the Cambridge ladies who live in furnished souls
are unbeautiful and have comfortable minds
With the First World War progressing in Europe, Cummings joined the Norton-Harjes American Ambulance Corps founded by Richard Norton, an important archeologist and son of Harvard's Charles Eliot Norton (in his intertwined world, E.E. Cummings would deliver the 1953 version of the Charles Eliot Norton lectures). On his way to the ambulance corps, Cummings and his friend William Slater Brown (who would become a novelist and translator and, of course, a contributor to the Dial) separated from their comrades and wound up spending weeks in Paris taking in the sights—including the Folies Bergère but also the Ballets Russes and going back several times to see Stravinsky productions. And they even managed to be there for the opening night of Parade, the ballet with its score by Erik Satie, its libretto written by Jean Cocteau, its set and costume designs by Picasso, and its choreography by Sergei Diaghilev along with Léonide Massine—all while the most destructive war in history was going on and Cummings had yet to meet up with his corps. After joining the ambulance corps, Cummings was arrested by French officials as a result of letters written by Brown that raised suspicions of the French censors—and the two wound up in a French detention camp at La Ferté-Macé, mostly, it seemed, for people who were in the wrong place at the wrong time. This detention would become the source of one of the great experimental literary works of the interwar period, Cummings's The Enormous Room. Cummings would write with immense emotional expressiveness, playful language—"the dinosaur-coloured sweating walls of the dining room"—and colorful characterizations of the various inhabitants, both prisoners and guards, of the detention camp, making them into types, so they carried names like "Rockyfeller" and "Monsieur Pet-airs." And Cummings aired his cynicism, relating an "incident" that "revealed to me those unspeakable foundations upon which are builded with infinite care such at once ornate and comfortable structures as La Gloire and Le Patriotisme."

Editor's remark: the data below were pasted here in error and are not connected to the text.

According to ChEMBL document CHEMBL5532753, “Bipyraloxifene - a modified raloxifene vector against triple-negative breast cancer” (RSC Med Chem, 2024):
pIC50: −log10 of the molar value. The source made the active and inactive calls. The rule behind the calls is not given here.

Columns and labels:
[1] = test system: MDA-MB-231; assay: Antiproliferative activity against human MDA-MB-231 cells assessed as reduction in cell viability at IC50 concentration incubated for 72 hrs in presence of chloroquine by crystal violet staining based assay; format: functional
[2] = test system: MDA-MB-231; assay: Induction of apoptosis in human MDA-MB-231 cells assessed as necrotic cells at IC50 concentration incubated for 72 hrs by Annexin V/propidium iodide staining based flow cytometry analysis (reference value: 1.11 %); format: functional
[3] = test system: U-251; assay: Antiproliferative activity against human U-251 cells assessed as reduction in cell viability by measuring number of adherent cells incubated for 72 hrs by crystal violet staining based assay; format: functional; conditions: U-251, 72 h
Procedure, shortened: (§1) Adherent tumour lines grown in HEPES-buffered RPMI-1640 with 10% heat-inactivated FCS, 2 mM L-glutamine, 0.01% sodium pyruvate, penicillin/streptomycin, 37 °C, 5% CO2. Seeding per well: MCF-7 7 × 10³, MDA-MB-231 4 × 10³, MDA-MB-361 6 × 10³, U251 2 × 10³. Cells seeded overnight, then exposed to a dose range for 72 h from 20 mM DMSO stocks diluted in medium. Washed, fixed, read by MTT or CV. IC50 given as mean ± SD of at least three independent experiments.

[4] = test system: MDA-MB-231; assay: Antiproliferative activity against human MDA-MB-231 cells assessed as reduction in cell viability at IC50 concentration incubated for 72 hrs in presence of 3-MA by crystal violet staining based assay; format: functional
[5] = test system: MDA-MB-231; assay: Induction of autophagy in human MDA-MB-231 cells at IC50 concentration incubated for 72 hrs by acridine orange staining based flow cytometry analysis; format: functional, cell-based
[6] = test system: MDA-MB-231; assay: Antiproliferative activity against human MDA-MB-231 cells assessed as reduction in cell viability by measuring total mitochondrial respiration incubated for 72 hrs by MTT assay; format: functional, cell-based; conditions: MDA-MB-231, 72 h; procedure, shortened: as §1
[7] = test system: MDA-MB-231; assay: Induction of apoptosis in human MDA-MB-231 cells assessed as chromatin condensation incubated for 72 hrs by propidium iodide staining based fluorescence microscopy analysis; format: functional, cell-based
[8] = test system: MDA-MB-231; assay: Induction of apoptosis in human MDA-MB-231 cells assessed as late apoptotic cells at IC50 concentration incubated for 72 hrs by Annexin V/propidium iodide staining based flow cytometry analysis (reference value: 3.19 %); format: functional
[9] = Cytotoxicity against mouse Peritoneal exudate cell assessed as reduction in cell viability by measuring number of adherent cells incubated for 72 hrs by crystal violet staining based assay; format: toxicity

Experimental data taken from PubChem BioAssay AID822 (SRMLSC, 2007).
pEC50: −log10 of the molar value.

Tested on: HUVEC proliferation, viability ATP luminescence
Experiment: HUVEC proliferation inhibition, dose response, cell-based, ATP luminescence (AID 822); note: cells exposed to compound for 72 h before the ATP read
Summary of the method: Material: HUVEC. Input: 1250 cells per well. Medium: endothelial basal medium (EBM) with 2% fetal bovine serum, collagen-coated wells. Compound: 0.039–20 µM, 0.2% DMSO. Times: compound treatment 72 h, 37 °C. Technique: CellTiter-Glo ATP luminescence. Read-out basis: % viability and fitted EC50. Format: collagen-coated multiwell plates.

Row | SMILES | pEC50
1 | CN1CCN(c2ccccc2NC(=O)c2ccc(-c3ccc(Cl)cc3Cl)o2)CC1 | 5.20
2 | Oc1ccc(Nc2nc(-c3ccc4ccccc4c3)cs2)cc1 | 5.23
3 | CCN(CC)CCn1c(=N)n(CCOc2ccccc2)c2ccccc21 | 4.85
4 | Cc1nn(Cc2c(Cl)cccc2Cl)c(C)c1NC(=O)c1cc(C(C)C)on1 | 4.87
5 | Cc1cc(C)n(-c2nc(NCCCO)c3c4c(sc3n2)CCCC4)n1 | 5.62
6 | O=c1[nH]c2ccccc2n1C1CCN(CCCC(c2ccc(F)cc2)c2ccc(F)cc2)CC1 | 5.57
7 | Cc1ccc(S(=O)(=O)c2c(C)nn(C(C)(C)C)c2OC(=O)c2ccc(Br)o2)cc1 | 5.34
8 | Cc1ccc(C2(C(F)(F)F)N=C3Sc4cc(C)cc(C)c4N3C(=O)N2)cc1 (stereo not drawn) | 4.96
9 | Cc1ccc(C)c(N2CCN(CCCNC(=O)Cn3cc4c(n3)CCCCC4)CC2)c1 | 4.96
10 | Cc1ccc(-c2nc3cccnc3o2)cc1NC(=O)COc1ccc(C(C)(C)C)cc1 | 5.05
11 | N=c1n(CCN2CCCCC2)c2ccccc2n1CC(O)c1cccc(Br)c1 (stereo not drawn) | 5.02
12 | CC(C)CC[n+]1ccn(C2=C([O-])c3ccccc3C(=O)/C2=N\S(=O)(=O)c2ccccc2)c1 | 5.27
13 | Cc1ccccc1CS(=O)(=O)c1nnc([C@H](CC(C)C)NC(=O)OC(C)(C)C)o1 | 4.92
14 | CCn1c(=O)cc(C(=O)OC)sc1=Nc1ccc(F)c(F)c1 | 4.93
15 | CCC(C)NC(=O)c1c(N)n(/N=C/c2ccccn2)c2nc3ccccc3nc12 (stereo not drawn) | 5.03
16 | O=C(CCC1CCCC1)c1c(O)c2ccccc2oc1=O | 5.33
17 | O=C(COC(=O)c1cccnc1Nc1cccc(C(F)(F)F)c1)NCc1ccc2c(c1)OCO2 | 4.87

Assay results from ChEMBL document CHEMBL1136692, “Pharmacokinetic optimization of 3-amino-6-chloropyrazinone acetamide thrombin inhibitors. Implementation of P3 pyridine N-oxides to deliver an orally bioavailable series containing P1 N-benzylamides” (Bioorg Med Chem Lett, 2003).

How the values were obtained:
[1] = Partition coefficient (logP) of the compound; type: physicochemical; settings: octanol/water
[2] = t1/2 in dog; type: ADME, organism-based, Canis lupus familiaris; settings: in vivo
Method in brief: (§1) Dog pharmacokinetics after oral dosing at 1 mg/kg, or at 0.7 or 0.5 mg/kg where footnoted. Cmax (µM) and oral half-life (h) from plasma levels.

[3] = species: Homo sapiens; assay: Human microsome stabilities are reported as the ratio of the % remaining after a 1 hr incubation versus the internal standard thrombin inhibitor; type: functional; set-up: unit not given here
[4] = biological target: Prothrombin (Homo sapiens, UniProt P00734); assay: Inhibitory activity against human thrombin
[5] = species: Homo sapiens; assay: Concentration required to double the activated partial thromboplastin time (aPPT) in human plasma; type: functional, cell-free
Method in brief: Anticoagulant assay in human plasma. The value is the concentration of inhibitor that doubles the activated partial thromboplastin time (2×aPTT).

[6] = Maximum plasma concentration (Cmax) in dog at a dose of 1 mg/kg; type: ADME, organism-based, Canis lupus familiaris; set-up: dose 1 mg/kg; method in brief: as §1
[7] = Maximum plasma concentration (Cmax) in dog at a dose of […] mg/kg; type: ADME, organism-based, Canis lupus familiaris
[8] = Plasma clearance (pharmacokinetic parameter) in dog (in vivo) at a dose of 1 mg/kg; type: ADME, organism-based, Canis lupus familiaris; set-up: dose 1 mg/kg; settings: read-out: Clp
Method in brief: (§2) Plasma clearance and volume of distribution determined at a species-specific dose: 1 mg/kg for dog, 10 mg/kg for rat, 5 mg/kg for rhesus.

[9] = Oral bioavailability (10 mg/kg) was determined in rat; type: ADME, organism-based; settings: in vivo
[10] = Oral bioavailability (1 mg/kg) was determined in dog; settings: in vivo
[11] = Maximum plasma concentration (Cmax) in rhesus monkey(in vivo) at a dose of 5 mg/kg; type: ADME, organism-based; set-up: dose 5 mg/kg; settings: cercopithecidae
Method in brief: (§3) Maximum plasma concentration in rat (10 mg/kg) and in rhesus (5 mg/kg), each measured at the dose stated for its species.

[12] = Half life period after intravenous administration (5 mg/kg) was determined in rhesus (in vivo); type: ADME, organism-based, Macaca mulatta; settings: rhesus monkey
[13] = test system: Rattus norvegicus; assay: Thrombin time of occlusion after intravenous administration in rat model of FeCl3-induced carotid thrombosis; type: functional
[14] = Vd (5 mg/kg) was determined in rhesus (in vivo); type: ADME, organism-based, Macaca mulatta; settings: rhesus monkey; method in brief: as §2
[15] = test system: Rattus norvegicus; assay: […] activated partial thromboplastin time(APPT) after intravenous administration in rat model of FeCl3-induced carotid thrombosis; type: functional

Cummings spent most of the 1920s—indeed the rest of his life—in Greenwich Village, living in various rooms in Patchin Place cul-de-sac off 10th Street. His life seemed to be an endless set of gatherings with literary and artistic lights, not only those of the Dial crowd, which would include Marianne Moore, but also close friendships with William Carlos Williams, Hart Crane, Malcolm Cowley, Archibald MacLeish, and Ford Madox Ford. Sawyer-Lauçanno tells of a series of poetry readings organized by Williams and Ford, a group called "Les Amis de William Carlos Williams," which included Sherwood Anderson, MacLeish, Henry Miller, Marianne Moore, Katherine Anne Porter, Ezra Pound, Alfred Stieglitz and Louis Zukofsky. Cummings was at Harvard the night he was supposed to read his own work, so Williams read for him. And Cummings would spend time with significant figures in his trips to Paris, such as the Surrealist Louis Aragon.